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ECLIPSE highlights benefit of guselkumab over secukinumab for moderate-to-severe plaque psoriasis

Roshini Claire Anthony
17 Jan 2019

Individuals with moderate-to-severe plaque psoriasis may reap better long-term improvements in the severity of their condition when treated with guselkumab over secukinumab, according to findings of the phase III ECLIPSE* trial presented at the recent Inflammatory Skin Disease Summit (ISDS 2018) held in Vienna, Austria.

This multicentre, double-blind trial involved 1,048 adult patients with moderate-to-severe plaque psoriasis who were randomized to receive a single subcutaneous injection of guselkumab (100 mg at weeks 0, 4, and 12 followed by every 8 weeks; n=534) or secukinumab (two subcutaneous injections of 150 mg each for a total of 300 mg at weeks 0, 1, 2, 3, and 4 followed by every 4 weeks; n=514) for 44 weeks.

At week 48, more patients who received guselkumab than secukinumab achieved a PASI90** response (84.5 percent vs 70.0 percent; p<0.001). [ISDS 2018, abstract LB 4]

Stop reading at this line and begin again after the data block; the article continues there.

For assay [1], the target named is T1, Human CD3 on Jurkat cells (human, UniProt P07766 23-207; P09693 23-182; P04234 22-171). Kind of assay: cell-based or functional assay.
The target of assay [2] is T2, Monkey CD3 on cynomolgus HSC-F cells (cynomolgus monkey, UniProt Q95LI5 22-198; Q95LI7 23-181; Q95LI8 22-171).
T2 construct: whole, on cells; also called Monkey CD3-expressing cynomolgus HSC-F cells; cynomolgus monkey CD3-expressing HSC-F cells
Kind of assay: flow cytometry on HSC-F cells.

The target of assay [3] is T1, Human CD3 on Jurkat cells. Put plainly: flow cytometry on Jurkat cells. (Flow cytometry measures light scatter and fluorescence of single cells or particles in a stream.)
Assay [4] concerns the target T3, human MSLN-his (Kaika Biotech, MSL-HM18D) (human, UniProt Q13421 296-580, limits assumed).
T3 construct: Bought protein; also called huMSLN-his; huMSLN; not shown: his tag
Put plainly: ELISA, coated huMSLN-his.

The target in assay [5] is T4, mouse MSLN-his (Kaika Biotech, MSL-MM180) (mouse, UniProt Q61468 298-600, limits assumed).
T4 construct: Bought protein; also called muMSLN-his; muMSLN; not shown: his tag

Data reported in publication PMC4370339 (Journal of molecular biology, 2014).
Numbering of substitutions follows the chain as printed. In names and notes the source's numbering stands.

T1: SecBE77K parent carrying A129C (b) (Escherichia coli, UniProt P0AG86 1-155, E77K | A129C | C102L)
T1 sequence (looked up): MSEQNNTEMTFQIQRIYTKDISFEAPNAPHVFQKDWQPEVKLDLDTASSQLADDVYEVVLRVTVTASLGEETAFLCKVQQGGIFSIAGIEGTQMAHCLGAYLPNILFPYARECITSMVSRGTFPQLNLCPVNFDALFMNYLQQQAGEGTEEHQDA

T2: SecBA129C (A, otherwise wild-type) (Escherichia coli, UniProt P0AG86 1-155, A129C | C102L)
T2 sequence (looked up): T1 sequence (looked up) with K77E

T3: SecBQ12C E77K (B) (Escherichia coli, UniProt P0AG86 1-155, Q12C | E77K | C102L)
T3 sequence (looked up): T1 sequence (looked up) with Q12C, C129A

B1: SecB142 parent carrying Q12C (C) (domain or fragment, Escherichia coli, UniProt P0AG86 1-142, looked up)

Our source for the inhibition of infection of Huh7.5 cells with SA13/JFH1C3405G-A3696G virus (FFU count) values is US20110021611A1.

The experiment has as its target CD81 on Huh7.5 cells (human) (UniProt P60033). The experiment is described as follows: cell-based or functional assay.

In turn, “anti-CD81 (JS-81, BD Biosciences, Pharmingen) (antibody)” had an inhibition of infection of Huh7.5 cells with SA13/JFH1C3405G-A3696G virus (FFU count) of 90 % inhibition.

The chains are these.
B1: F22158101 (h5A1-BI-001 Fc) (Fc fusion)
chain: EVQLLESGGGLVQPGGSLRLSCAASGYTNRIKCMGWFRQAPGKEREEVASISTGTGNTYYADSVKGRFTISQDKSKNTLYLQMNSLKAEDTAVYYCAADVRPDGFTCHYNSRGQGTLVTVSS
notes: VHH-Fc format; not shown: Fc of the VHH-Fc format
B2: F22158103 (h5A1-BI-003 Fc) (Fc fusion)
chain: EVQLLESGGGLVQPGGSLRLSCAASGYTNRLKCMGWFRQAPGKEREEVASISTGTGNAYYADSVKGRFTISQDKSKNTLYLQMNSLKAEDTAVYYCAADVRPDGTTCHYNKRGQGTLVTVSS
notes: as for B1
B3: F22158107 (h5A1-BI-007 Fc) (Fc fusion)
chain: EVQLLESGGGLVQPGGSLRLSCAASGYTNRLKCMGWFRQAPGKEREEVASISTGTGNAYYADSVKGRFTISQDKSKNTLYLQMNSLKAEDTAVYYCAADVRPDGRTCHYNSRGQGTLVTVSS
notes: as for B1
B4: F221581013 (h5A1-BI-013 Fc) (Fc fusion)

Guselkumab also led to more patients achieving a PASI75 response at both weeks 12 and 48 than those on secukinumab (84.6 percent vs 80.2 percent; p<0.001 for noninferiority and p=0.062 for superiority).

At week 12, guselkumab did not did not appear to demonstrate noninferiority or superiority over secukinumab in terms of PASI90 response (69.1 percent vs 76.1 percent; p=0.127 for noninferiority), while more patients achieved PASI75 with secukinumab over guselkumab (91.6 percent vs 89.3 percent; p<0.001 for noninferiority).

However, guselkumab demonstrated superiority over secukinumab with regard to PASI100 response (58.2 percent vs 48.4 percent; p=0.001), IGA*** score 0 (clear; 62.2 percent vs 50.4 percent; p<0.001), and IGA score 0/1 (clear or minimal; 85.0 percent vs 74.9 percent; p<0.001) at week 48.

The adverse event (AE) profile was comparable between guselkumab and secukinumab recipients with 77.9 and 81.6 percent of patients, respectively, reporting at least one AE, and 6.2 and 7.2 percent, respectively, reporting serious AEs. Six patients who received guselkumab experienced serious infections compared with five who received secukinumab.

“The response-over-time curves show that maximum response rates with guselkumab are achieved after 6 months and are maintained over time through 1 year, achieving superiority at the primary endpoint of the study,” said study lead investigator Professor Richard Langley from the Division of Clinical Dermatology and Cutaneous Science, Department of Medicine, Dalhousie University, in Halifax, Nova Scotia, Canada.

“Results of the study confirm a slightly more rapid onset of response with secukinumab, but importantly in a chronic disease like psoriasis, these data provide new insights into comparative longer-term efficacy,” he added.

 

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